Quorum International: History, Review and Facts

Today, I’m going to provide an independent review of Quorum International, a one-time MLM powerhouse.

If you were to type Quorum International into your search engine right now, you would discover a company that manufactures ceiling fans and lighting. It is not a multilevel marketing company. So, why am I reviewing Quorum International on this website?

At one time there was a different company with the same name that used a multilevel marketing business format. It was a consumer electronics company started in Phoenix, Arizona by Raymond Hung and Marty Matthews.

History Of Quorum International

In 1991, a man by the name of Raymond Hung, who was a part owner of Applied International Holdings in Hong Kong, along with RJP, teamed up with Marty Matthews to found the company. Using a multilevel marketing distribution model, the company offered various products in home electronics, security, health, skin care and weight management.

With the diverse product line and lucrative compensation plan, the company grew quickly. By 1994, the company did business in 16 countries with over $300,000,000 in annual sales. Some well known MLM personalities were jumping on the Quorum International bandwagon.

But in 1995, sales of Quorum International products seemed to drop substantially. There are many theories as to why this happened, but no actual facts. And then Quorum was faced with a lawsuit.

It seems that two brothers who started Chemworld Products that distributed Quorum International products decided to sue Quorum when one of the brothers was banded from Quorum for a violation of ethical rules. Quorum claimed he was cross-promoting another MLM.

The brother won in court and Quorum was ordered to pay $1,700,000. Quorum International filed for Chapter 11 Bankruptcy and the tide turned further to where they ended up filing Chapter 7 Bankruptcy. And, Quorum International was finished in 1998.

quorum international review

Quorum International Review

When we look back at this company’s history, we see an excellent idea that could have worked if handled differently…in my opinion. They had such a wide variety of products, but their best-selling items were their alarm systems. But, without hard-core patents, their ideas were easily copied and cheaper versions began to flood discount stores.

It also seems that the company did not have a “cut in stone” rules to follow. Some distributors would be punished for things other distributors were doing. While no facts are evident, many claim that Raymond Hung pulled a perfect scam. There are claims that he has opened companies, made a lot of money from investors and then filed bankruptcy while he has the funds in offshore accounts or in China.

Even though Applied International seemed to be a major part of the Quorum International system, they seemed to not be affected by the bankruptcy.

The company’s leadership team claimed distributors could gain financial independence by just doing 3 things:

  1. Sell $100 worth of products per month

  2. Sponsor 5 distributors in 3 to 6 months

  3. Train the distributors to duplicate these tasks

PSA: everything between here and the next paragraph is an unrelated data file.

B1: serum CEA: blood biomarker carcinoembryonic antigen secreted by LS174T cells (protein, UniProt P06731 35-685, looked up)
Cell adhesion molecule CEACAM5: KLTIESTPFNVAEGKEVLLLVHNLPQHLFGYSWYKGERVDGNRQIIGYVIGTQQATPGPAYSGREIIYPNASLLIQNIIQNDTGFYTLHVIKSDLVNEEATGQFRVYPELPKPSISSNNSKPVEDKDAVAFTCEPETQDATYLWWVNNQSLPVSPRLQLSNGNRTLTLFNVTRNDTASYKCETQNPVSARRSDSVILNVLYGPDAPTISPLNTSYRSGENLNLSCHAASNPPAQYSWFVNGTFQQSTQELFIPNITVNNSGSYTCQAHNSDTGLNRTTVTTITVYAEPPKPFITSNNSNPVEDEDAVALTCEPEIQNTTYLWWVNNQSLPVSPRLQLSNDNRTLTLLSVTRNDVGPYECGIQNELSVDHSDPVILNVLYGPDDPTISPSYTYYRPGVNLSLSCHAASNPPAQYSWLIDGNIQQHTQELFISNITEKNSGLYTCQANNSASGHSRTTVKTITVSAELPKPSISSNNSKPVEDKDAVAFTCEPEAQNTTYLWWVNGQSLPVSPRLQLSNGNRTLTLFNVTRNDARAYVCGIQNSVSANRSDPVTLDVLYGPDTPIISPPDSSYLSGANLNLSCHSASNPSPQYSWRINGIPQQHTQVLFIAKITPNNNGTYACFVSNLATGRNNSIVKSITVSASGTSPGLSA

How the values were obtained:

Did that system work? It seems not.

But, overall if MLM distributors did follow the basic ideas Quorum presented, I do believe that they would have made significant progress in their business. Many did do quite well with Quorum International when it was alive.

Company Facts

Here are a few quick facts about the company that I found online.

  • The founder of Nerium and The People’s Network, Jeff Olson did quite well with the company.

  • Eric Worre, who is a master MLMer, did great at Quorum International.

  • When the bankruptcy was completed, there were nearly 1,500,000 Quorum International distributors worldwide.

  • Quorum also had a long distance plan in cooperation with MCI.

  • Quorum also had mail order catalogs.

  • There were many odd moves in the Quorum structure: Incorporated as Quorum Ventures Inc on June 5th, 1991; a partnership was formed June 21st, 1991 called Quorum International Ltd; the partnership dissolved on July 12th, 1996; on July 19th, 1996, Quorum Ventures Inc. changed its name to Quorum International Ltd.

  • One of the founders of the company, Marty Matthews later became President of Travel Dynamics, Inc.

  • This quote from a political article about Raymond Hung can make you think: Hung is also reported to have set up dozens of shell “front companies” offshore. These companies allegedly sell cheap Chinese products imported by Hung who declares bankruptcy, citing Chinese taxes on the imports. Hung, of course, splits the “taxes” with the Chinese government and returns to America to purchase hard assets such as real estate.

quorum international quotes

Final Thoughts

With the right management team behind an idea such as Quorum International, I believe this company could have become (and remained) an industry giant. The system they used worked, but the company didn’t.

What are your thoughts? We would love to hear from anyone who was involved either as a distributor or a customer with the company. Tell us about your experience, please.  You can leave any comments or questions in the comment section below. Thank you.

References

  1. Gore’s China scandal
  2. Quorum seeking Chapter 11 safety
  3. Ethics of Quorum bankruptcy questioned
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Sincerely,
chuck holmes





Chuck Holmes
Email: chuck@onlinemlmcommunity.com
Phone: (352) 503-4816 EST (my home office/no texts)

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27 thoughts on “Quorum International: History, Review and Facts”

  1. Danny Overstreet

    I was a Quorum distributor for a brief period toward the end of their existence. Their products were inventive and solid. Of course, the PALS (personal alarms) were the best sellers but I also liked the home security systems. We demoed the unit by placing it in a freezer (top of refrigerator), closing the door and then opening the front door or a window, which would set the alarm off. Given the dangerous times we’re in now, I just ordered two personal alarms very similar to the PALS and immediately thought of Quorum Intl. If someone wanted to start a new network marketing company today, there are many personal defense items that would be very popular.

  2. From a facebook post I wrote:

    ___

    When I was young and almost stumbled into a pyramid system

    So, when I finished my education as a hotel manager, I had a myriad reasons not to work in that job ever again, so, 18 years of age, I sifted through the jobs pages in the eary 90’s and ticked off the things I could imagine myself to do. And married with a lot of ambition and a lack of experience (especially in life), but gifted (kinda) with a firm amount of common sense, I wrote and called various prospective new employees.